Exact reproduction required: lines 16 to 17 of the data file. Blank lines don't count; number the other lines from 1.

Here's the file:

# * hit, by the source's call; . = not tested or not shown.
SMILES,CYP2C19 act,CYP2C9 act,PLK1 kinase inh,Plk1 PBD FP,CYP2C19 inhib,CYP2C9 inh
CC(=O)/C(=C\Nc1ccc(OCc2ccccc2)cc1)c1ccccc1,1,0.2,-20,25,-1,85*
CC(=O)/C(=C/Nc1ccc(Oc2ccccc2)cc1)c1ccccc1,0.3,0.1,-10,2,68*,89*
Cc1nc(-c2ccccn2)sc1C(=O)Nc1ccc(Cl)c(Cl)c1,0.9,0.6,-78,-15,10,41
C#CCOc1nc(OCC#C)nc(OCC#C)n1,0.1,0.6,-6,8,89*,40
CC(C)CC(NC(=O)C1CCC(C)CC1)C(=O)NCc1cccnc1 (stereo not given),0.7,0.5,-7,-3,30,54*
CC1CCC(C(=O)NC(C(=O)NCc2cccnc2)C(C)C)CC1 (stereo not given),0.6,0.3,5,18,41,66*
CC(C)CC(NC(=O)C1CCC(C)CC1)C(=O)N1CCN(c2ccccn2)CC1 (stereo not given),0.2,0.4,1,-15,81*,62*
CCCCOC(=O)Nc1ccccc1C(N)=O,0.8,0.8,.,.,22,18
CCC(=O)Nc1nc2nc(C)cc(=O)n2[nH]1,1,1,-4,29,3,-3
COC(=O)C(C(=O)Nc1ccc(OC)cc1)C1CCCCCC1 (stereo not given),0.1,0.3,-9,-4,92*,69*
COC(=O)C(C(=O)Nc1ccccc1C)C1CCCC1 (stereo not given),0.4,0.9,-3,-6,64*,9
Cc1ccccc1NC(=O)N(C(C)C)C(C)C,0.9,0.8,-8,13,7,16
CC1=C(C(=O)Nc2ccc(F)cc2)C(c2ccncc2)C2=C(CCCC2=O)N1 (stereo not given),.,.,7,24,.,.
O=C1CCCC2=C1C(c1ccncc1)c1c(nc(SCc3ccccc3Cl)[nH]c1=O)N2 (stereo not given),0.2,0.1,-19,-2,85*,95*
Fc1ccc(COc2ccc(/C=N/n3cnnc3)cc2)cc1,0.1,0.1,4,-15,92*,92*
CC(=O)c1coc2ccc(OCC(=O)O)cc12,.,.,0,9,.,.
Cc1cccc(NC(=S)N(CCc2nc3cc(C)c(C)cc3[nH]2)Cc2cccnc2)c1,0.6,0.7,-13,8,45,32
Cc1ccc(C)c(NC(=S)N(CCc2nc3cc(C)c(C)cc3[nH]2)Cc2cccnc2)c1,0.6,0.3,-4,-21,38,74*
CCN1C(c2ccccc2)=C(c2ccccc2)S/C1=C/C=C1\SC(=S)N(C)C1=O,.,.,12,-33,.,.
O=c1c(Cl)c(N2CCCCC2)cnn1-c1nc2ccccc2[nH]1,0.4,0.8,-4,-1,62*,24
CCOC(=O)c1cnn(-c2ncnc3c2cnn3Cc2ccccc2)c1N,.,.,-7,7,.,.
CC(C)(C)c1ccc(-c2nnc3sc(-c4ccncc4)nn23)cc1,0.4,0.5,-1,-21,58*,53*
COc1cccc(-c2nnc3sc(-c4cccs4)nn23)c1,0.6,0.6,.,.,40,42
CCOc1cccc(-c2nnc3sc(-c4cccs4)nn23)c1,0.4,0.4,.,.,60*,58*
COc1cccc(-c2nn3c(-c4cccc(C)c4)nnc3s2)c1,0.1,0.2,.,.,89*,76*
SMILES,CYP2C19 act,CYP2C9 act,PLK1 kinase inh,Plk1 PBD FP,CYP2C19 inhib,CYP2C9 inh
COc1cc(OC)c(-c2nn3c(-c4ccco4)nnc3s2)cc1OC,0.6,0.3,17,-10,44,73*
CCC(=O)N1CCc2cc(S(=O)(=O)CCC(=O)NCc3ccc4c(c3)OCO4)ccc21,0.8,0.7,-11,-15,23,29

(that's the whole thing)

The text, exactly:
O=C1CCCC2=C1C(c1ccncc1)c1c(nc(SCc3ccccc3Cl)[nH]c1=O)N2 (stereo not given),0.2,0.1,-19,-2,85*,95*
Fc1ccc(COc2ccc(/C=N/n3cnnc3)cc2)cc1,0.1,0.1,4,-15,92*,92*